Comics has proved to be an ideal format for explorations of the refugee crisis over the last few years. From Broken Frontier Award-winning offerings like the Red Cross’s Over Under Sideways Down (illustrated by Karrie Fransman) and Kate Evans’s Threads: From the Refugee Crisis, through to the work of PositiveNegatives or Samya Kullab, Jackie Roche and Mike Freiheit’s all-ages Escape from Syria, there are so many excellent relevant graphic narrative offerings out there that we put together an ever growing resource list here at Broken Frontier.
Published by Faber & Faber, When Stars Are Scattered tells the story of Omar Mohamed and his brother Hassan, two Somali boys growing up in a refugee camp in Kenya. It’s a true account of events, with Omar’s tale being illustrated with an engagingly animated appeal by Victoria Jamieson (Roller Girl). Our introduction to the two brothers is also our introduction to the stark realities of life in the Dadaab camp the boys reside in. Here food is scarce, daily queues for water take hours, they are separated from their missing mother and the monotony of every day is one of their greatest challenges. Omar also has the added responsibility of looking after his brother who doesn’t speak beyond one repeated word and has been prone to seizures in the past.
In the supplementary material and afterwords at the back of the book the collaborative process between Omar Mohamed and Victoria Jamieson is elaborated on. Through a series of meetings where Omar recounted his story, Jamieson incrementally brought each chapter of it to life by adapting it for the comics page. It’s a remarkable achievement, tracing the brothers’ lives over a period of some years and occasionally jumping timeframes as we observe their relationship with each other, their wider circle of friends and their legal guardian Fatuma.
With a first person narration that is sometimes painfully honest and unafraid to be self-critical on occasion, there’s an immediate sense of intimacy between author and audience here. It ensures our emotional investment in Omar’s plight is there from the very beginning of the book, allowing us to share in both his achievements and his setbacks. Initially the camp is depicted from a child’s eye perspective, its sprawling world seeming daunting and all-encompassing. As the years pass, Omar’s commitment to his education and finding a new life overseas are balanced by his fears over his missing mother and the realisation that the civil war in Somalia means the brothers can never go home again.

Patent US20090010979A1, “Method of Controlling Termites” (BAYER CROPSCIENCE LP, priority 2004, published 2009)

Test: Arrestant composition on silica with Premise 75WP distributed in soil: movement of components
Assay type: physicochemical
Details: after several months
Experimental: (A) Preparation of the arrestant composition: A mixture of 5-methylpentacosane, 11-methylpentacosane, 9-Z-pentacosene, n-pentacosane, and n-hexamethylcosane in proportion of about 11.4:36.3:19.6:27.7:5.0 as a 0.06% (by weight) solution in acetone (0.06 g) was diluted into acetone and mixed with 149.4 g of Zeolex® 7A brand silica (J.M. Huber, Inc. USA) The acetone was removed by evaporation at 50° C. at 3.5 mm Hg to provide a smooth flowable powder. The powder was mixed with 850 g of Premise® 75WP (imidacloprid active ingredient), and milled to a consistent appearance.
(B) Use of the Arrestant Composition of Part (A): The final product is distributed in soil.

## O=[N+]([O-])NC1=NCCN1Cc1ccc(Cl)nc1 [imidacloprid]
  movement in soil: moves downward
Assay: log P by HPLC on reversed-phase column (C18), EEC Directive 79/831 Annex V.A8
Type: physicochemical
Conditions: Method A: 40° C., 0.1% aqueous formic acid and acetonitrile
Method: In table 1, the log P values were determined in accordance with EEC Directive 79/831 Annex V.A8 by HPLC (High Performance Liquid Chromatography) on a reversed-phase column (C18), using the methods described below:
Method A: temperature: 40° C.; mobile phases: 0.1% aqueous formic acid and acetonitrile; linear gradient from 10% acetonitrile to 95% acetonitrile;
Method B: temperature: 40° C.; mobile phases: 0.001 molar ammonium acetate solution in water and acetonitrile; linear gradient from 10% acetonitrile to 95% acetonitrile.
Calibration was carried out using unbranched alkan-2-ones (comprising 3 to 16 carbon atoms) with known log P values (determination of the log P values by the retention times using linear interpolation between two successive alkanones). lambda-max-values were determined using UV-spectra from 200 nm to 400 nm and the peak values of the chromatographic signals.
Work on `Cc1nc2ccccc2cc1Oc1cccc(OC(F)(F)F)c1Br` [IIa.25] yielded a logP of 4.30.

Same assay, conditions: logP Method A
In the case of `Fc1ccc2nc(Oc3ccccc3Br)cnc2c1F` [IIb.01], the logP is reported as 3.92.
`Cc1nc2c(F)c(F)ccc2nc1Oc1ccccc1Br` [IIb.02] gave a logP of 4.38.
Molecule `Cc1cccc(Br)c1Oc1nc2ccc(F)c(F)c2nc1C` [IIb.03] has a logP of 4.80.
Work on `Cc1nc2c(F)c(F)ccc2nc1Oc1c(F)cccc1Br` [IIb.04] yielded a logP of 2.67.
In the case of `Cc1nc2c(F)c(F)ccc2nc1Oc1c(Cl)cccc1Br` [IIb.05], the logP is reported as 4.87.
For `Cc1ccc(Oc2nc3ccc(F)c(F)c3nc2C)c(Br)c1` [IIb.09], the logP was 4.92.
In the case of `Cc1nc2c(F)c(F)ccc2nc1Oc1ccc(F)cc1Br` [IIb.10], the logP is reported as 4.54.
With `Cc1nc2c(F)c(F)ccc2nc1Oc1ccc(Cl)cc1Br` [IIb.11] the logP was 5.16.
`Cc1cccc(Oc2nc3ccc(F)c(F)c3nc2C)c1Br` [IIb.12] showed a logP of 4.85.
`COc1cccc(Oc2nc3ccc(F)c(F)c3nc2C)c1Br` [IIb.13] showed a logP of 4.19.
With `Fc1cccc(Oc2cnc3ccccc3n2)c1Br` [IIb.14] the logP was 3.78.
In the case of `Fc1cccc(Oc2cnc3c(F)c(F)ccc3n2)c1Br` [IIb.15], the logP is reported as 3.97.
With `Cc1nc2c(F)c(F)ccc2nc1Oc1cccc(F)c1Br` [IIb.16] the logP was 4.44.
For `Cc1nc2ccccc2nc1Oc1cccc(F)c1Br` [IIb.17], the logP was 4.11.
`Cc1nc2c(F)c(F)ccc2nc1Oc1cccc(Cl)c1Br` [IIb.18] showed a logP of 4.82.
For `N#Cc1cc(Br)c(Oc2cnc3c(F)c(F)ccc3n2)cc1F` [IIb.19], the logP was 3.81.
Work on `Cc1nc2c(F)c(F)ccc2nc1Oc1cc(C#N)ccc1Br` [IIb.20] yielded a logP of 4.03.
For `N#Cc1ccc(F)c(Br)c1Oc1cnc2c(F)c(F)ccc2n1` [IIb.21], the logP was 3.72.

Unsurprisingly, there’s an obvious sense of displacement throughout but there are also elements of community and found family which play a vital role in making the cast’s existences in the camp bearable. That makes it all the more poignant when the possibility of relocation in the US rears its head and jealous tensions build up between Omar and his friends Nimo and Jeri. These scenes of division between close-knit friends are among some of the most heartbreaking sequences In the book, though the brothers’ flashback escape from the civil war remains the most affecting.
Jamieson’s visuals perfectly capture the duality of the story, from the stark disappointments and challenges the brothers face to the quiet humour that peppers the book and the hopefulness that, against all the odds, is never quite relinquished. She reminds us of the intensity and the claustrophobia of the camp environment through tightly-panelled pages with occasional shifts in perspective to double-page spreads also underlining its expansive environs. Iman Geddy’s colouring is vibrant throughout but never inappropriately ostentatious in its depiction of the grim locale that confines Omar and company.
Suitable for a wider, all-ages audience, the book follows up on Omar and Hassan’s story in the years after the graphic memoir finishes with a number of text pieces that complete the story (for now). Those wishing to donate to Omar Mohamed’s Refugee Strong project can do so here. A compelling insight into the refugee experience When Stars Are Scattered is an excellent addition to a growing list of first-hand comics testimony to one of the greatest crises of our time.
Omar Mohamed & Victoria Jamieson, Iman Geddy • Faber & Faber, £9.99
Review by Andy Oliver